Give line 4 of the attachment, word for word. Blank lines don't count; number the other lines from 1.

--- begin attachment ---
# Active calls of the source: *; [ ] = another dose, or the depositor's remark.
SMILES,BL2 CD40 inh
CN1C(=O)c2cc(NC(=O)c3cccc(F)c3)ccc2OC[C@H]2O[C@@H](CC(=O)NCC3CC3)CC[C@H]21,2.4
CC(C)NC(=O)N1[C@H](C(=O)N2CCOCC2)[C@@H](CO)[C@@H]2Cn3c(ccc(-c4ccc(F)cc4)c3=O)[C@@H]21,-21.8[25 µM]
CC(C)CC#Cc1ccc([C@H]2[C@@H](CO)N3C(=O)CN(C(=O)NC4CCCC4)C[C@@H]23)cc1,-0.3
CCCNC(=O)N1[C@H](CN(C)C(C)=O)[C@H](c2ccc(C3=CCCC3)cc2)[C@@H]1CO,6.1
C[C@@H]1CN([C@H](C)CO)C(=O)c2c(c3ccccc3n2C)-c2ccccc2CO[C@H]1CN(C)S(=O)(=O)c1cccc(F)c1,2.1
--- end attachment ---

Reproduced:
CC(C)NC(=O)N1[C@H](C(=O)N2CCOCC2)[C@@H](CO)[C@@H]2Cn3c(ccc(-c4ccc(F)cc4)c3=O)[C@@H]21,-21.8[25 µM]